Sufferin’ Succotash

12 03 2008

Saturdays tend to involve a certain amount of desperation in the shopping department.  Since everything is closed on Sundays (except the market, which everyone seems to forget about until late Sunday morning), there’s a bit of a better-stock-up-for-the-weekend mentality.  As a result, after a relaxing Saturday afternoon at the Musée Carnavalet, Nick and I found ourselves short on time and lacking in ingredients to make a proper dinner.  A trip to the store was in order, but early Saturday evening, the pickins can be slim.  Considering what food we did have, I had decided to make succotash to use up the vegetables in the fridge before they went south on me.  Pork roast sounded like it would go perfectly, but our efforts to find a suitable hunk of pork for roasting were thwarted at every turn.  Obviously, the copious Halal butchers were out, and the offerings at the supermarket were seriously picked over.  So we ended up buying a chicken instead, as well as some potatoes.

We got home and set straight to work.  I dealt with dicing the potatoes while Nick prepared the chicken.  Luckily, this particular chicken was sold without its head, feet, and innards – not always a given over here.  I tossed the potatoes in olive oil, salt, and pepper and spread them in the bottom of the baking dish to act as a makeshift roasting rack.  As a bonus, I expected them to soak up the delicious chicken drippings.  Nick rubbed the chicken all over with a thin layer of olive oil and seasoned it, inside and out, with salt and pepper.  We stuffed some thyme, bay leaves and garlic into the cavity, and set the bird on top of the potatoes, breast side down to avoid overcooking.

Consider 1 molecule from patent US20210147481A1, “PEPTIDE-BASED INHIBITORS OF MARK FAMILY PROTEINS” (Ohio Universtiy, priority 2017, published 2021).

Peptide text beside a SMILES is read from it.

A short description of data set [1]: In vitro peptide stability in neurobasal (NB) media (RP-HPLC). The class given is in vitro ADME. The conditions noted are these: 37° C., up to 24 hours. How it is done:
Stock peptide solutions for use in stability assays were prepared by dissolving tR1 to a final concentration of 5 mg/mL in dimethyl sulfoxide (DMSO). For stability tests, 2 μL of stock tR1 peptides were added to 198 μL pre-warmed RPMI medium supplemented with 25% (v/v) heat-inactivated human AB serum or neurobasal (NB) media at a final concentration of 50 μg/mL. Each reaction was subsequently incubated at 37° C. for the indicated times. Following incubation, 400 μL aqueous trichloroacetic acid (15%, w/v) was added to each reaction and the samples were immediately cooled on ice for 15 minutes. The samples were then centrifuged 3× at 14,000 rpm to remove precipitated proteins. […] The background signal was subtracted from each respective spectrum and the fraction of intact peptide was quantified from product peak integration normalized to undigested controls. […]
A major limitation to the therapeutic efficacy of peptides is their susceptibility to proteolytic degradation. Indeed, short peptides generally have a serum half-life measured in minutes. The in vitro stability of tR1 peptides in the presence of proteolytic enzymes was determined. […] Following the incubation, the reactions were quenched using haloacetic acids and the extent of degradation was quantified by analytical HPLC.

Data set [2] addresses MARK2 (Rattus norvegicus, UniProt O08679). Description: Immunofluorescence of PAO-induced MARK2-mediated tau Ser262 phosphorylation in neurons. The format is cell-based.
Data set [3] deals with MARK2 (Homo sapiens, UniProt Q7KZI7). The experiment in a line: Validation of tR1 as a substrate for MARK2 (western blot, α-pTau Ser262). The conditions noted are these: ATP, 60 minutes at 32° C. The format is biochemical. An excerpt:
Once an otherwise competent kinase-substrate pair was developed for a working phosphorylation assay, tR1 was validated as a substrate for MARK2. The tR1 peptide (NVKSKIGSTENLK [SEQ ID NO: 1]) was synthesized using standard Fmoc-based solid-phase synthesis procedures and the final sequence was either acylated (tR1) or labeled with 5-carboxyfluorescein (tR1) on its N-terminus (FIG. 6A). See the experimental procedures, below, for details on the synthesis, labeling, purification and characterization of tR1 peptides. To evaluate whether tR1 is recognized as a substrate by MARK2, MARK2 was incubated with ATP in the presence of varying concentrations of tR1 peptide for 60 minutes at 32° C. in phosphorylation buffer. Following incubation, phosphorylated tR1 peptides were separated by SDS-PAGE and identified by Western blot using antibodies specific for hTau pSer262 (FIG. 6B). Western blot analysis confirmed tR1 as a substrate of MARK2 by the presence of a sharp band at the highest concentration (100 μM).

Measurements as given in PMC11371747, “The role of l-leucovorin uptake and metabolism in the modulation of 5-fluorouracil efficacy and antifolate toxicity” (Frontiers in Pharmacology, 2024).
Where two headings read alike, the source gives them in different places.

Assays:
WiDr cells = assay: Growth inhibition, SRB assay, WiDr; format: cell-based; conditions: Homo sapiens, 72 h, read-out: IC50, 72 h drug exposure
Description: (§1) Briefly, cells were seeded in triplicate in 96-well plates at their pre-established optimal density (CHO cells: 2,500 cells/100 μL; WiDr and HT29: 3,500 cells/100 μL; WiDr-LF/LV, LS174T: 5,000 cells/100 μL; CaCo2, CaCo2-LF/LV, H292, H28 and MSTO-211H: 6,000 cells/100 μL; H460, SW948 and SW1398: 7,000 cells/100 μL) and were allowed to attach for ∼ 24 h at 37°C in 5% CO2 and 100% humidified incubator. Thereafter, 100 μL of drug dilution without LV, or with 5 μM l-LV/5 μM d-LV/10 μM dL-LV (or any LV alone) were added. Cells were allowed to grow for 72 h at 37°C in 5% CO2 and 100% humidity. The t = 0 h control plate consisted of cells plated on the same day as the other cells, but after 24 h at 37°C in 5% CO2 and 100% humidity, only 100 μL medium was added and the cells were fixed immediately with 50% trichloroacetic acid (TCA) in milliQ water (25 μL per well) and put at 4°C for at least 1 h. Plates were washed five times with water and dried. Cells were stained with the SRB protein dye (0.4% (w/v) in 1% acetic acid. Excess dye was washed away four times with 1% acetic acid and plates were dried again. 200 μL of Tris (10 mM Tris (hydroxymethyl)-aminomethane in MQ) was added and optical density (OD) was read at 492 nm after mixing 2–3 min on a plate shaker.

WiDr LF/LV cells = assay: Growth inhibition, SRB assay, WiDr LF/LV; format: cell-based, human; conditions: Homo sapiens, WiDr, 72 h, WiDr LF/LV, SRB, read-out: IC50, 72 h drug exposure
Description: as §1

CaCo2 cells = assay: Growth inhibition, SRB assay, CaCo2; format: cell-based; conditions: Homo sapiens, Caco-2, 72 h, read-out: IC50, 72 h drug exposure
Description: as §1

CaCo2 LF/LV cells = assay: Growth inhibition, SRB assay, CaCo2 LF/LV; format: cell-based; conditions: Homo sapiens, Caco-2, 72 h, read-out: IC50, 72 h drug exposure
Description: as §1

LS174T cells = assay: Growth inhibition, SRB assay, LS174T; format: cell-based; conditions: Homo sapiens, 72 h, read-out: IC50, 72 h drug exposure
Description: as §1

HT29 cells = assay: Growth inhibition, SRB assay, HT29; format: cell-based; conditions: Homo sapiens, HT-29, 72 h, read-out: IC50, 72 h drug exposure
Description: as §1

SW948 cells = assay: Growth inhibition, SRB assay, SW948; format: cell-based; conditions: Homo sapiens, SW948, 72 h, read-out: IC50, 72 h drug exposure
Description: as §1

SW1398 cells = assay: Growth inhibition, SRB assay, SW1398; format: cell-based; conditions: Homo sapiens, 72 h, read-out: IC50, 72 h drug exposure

Chicken and potatoes - before

Into the oven it went, and we busied ourselves with a game of cards while we waited.  After 30 or 40 minutes, I flipped the chicken breast side up to continue cooking and improve the browning.  Then I started on the succotash.  I cleaned green beans and broke them in halves, chopped up a (poblano?) pepper, and sliced some garlic.  I heated some olive oil in a pan and added the peppers.  When the seared peppers were making us cough uncontrollably, I added the green beans.  I cooked the green beans until brown spots began to appear, then added the garlic, followed shortly thereafter by a can of corn.  (Yes, I used canned corn.  It’s not in season, sue me.)  A little salt to season it, and my succotash was ready.

Succotash

The chicken was starting to look good when we realized that we had no thermometer, no way of knowing if it was fully cooked.  We jiggled the leg a bit and guessed it must be done. 

 Chicken and potatoes - after

We took it out of the dish and put it on a plate to rest.  Meanwhile, I stirred the potatoes and returned them to the oven to brown further.  After 15 or 20 minutes, Nick carved the chicken – it was perfect!  The potatoes were deliciously golden brown, so we plated it up.  Not too shabby for a desperate Saturday dinner.

Chicken, potatoes, and succotash








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